Security Agencies Pursuing Killer of Lebanese Man in Ain el-Hilwehإقرأ هذا الخبر بالعربية
The killer of Lebanese national Marwan Abbas Issa, whose corpse was found two days ago in the southern Ain el-Hilweh Palestinian refugee camp near the city of Sidon, is still on the run, media reports said on Wednesday.
A security source told the An Nahar newspaper that security agencies are tracking down the killer, noting that the two men, who were arrested earlier in links to the case only lured Issa to Ain el-Hilweh's al-Fawqani street.
The Joint Palestinian Force handed over to the Lebanese army shortly after Issa's body was found on Sunday two Palestinian nationals, Khaled Kaoush and Rabih Serhan, suspected of being behind his murder.
The killer was identified by his initials M.Sh., the brother of a high-ranking Fatah al-Islam official in the camp.
Issa is the nephew of Nassif Issa, a prominent official at the Popular Nasserite Organization, which is close to Hizbullah.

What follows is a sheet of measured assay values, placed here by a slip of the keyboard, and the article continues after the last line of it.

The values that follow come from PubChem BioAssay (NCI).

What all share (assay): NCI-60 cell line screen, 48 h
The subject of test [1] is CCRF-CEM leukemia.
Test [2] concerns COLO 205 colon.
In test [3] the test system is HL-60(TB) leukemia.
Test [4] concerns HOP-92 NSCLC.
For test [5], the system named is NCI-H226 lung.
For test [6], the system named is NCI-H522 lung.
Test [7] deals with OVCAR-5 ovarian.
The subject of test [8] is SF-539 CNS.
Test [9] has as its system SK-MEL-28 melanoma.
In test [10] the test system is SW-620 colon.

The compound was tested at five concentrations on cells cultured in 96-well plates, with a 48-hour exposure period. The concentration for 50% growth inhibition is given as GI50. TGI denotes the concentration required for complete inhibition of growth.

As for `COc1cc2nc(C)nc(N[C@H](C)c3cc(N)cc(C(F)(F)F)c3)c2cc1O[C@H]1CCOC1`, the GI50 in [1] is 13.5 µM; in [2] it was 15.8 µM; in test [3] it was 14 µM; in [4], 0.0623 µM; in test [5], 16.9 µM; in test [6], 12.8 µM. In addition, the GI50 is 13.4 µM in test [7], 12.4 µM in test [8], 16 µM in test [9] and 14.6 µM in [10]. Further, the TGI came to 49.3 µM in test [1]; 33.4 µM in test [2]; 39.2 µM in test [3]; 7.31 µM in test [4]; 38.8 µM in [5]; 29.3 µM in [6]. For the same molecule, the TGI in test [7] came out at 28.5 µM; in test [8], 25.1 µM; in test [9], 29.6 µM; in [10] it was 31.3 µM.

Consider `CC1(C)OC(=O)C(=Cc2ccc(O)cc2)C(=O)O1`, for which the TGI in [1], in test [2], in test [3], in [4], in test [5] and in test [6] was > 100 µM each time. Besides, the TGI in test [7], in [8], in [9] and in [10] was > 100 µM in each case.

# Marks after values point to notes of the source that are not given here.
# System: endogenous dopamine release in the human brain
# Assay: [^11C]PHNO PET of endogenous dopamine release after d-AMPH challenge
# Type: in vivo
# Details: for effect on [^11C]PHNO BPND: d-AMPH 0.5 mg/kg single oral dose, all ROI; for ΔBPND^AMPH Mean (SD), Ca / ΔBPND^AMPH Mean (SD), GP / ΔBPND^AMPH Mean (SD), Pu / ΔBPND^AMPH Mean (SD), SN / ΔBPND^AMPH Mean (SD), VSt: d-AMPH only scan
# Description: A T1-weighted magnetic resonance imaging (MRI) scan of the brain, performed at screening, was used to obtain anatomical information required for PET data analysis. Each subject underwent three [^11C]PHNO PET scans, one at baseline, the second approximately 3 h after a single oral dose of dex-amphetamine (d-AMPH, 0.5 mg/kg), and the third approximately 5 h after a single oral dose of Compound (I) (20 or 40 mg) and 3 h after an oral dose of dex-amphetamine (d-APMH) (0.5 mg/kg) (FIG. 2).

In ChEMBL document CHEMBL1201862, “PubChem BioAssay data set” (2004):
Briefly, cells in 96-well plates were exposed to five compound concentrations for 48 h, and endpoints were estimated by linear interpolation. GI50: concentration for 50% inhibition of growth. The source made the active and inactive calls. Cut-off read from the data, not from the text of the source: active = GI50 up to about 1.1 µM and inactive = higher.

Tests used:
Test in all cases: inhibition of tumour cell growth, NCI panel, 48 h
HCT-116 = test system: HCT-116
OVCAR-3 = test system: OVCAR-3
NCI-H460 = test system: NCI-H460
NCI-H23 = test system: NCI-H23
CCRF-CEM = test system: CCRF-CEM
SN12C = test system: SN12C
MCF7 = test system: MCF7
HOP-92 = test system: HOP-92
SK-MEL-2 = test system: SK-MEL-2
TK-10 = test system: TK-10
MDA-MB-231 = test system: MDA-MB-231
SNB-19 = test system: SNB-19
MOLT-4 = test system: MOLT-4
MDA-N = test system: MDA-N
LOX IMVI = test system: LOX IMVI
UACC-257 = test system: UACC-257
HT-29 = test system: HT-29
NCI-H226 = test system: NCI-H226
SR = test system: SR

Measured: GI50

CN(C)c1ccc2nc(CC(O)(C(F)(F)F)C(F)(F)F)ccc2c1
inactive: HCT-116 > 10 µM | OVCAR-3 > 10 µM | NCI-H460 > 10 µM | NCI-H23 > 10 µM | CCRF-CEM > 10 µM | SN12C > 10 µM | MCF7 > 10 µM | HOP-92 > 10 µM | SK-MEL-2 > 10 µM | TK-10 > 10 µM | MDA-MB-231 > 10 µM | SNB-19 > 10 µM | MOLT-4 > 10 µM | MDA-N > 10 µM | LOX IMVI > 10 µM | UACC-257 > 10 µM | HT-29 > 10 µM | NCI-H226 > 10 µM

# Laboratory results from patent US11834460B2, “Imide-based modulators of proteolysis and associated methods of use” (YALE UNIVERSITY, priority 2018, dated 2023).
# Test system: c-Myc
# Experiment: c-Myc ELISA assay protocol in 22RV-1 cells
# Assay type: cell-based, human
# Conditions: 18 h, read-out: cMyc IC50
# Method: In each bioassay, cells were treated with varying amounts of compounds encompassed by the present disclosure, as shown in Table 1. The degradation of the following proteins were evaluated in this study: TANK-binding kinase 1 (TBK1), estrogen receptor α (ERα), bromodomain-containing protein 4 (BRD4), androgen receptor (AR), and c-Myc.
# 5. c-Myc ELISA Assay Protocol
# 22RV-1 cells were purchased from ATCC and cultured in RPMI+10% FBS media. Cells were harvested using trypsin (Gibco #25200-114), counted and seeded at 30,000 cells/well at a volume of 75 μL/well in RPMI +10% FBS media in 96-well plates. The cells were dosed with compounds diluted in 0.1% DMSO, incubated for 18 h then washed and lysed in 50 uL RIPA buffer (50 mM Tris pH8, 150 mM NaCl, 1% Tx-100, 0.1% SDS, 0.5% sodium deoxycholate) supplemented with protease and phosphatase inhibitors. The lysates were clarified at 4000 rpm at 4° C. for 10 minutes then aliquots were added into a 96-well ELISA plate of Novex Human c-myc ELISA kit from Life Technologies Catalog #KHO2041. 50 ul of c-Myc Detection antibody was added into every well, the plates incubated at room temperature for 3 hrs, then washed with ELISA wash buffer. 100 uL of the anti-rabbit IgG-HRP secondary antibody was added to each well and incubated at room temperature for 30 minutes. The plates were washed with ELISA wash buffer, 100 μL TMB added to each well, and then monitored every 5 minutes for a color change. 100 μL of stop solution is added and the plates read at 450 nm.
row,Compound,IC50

The head of the joint Palestinian force, Maj. Gen. Munir Maqdah, told Voice of Lebanon radio (93.3) that the higher security commission is following up the murder of Issa and any person wanted by the Lebanese security forces will be handed over.
The source said that the maltreatment of Issa's body indicates that the murder didn't occur over disputes on arms trade.
“Screws were planted in the victim's head and his hands and feet were tied to his neck,” the source revealed, adding that a slogan was written on his chest saying: “This is the price that those who are fighting Sunnis in Sham should pay.”
The source said that Issa was probably murdered for engaging in battles along Hizbullah ranks in Syria.
He was reportedly a member of the Hizbullah-affiliated Resistance Brigades.
Issa went missing on Saturday and was found killed inside a car's trunk in the Jabal al-Halib area in the Ain el-Hilweh camp a day after.
Ain el-Hilweh, the largest Palestinian camp in the country, is home to about 50,000 refugees who live in dire conditions and is known to harbor extremists and fugitives.
By long-standing convention, the Lebanese army does not enter the country's 12 refugee camps, leaving security inside to the Palestinians themselves.